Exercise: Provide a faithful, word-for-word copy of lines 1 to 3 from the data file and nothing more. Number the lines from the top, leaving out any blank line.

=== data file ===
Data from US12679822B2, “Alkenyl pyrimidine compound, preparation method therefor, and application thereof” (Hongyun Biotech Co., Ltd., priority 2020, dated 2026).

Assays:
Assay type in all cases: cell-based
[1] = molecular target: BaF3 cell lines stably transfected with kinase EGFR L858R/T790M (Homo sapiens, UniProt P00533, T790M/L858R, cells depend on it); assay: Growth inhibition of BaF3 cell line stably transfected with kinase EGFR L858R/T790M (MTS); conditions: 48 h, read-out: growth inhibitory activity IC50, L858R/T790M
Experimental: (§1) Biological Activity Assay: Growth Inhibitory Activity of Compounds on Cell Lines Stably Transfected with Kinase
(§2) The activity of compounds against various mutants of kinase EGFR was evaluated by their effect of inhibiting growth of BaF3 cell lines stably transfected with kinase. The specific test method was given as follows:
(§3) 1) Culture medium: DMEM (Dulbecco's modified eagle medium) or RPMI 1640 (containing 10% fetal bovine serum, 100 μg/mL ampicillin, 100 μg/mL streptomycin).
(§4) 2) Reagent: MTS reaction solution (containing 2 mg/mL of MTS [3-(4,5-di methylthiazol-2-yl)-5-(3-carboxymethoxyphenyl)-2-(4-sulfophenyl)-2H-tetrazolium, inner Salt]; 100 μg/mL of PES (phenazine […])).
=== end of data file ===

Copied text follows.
Data from US12679822B2, “Alkenyl pyrimidine compound, preparation method therefor, and application thereof” (Hongyun Biotech Co., Ltd., priority 2020, dated 2026).

Assays:
Assay type in all cases: cell-based